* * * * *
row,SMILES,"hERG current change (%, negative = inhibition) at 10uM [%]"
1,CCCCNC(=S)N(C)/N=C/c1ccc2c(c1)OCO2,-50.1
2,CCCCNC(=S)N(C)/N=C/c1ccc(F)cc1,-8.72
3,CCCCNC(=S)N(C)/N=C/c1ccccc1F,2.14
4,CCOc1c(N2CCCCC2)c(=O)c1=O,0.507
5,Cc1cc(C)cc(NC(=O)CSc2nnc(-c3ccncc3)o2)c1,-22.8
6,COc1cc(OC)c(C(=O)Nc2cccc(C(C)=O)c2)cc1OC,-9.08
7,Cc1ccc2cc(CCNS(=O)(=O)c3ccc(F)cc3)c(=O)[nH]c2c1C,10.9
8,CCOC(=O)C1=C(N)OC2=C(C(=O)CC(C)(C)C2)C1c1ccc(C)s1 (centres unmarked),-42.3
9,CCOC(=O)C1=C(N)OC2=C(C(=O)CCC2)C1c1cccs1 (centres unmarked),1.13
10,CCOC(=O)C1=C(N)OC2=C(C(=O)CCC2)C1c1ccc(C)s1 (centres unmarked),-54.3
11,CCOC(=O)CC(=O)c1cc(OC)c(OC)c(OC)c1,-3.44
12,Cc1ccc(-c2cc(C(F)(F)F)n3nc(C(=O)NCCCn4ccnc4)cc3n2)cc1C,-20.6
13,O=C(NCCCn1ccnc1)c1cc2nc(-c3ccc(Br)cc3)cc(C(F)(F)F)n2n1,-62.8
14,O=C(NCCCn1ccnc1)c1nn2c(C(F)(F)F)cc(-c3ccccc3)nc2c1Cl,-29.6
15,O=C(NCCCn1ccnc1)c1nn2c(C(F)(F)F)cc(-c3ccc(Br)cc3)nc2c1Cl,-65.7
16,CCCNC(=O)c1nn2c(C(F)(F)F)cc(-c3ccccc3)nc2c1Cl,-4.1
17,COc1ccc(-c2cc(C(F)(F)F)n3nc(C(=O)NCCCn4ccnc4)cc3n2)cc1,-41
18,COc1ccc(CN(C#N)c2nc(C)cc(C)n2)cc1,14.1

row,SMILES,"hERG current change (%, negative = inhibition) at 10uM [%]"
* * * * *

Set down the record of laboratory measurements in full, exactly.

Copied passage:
row,SMILES,"hERG current change (%, negative = inhibition) at 10uM [%]"
1,CCCCNC(=S)N(C)/N=C/c1ccc2c(c1)OCO2,-50.1
2,CCCCNC(=S)N(C)/N=C/c1ccc(F)cc1,-8.72
3,CCCCNC(=S)N(C)/N=C/c1ccccc1F,2.14
4,CCOc1c(N2CCCCC2)c(=O)c1=O,0.507
5,Cc1cc(C)cc(NC(=O)CSc2nnc(-c3ccncc3)o2)c1,-22.8
6,COc1cc(OC)c(C(=O)Nc2cccc(C(C)=O)c2)cc1OC,-9.08
7,Cc1ccc2cc(CCNS(=O)(=O)c3ccc(F)cc3)c(=O)[nH]c2c1C,10.9
8,CCOC(=O)C1=C(N)OC2=C(C(=O)CC(C)(C)C2)C1c1ccc(C)s1 (centres unmarked),-42.3
9,CCOC(=O)C1=C(N)OC2=C(C(=O)CCC2)C1c1cccs1 (centres unmarked),1.13
10,CCOC(=O)C1=C(N)OC2=C(C(=O)CCC2)C1c1ccc(C)s1 (centres unmarked),-54.3
11,CCOC(=O)CC(=O)c1cc(OC)c(OC)c(OC)c1,-3.44
12,Cc1ccc(-c2cc(C(F)(F)F)n3nc(C(=O)NCCCn4ccnc4)cc3n2)cc1C,-20.6
13,O=C(NCCCn1ccnc1)c1cc2nc(-c3ccc(Br)cc3)cc(C(F)(F)F)n2n1,-62.8
14,O=C(NCCCn1ccnc1)c1nn2c(C(F)(F)F)cc(-c3ccccc3)nc2c1Cl,-29.6
15,O=C(NCCCn1ccnc1)c1nn2c(C(F)(F)F)cc(-c3ccc(Br)cc3)nc2c1Cl,-65.7
16,CCCNC(=O)c1nn2c(C(F)(F)F)cc(-c3ccccc3)nc2c1Cl,-4.1
17,COc1ccc(-c2cc(C(F)(F)F)n3nc(C(=O)NCCCn4ccnc4)cc3n2)cc1,-41
18,COc1ccc(CN(C#N)c2nc(C)cc(C)n2)cc1,14.1

row,SMILES,"hERG current change (%, negative = inhibition) at 10uM [%]"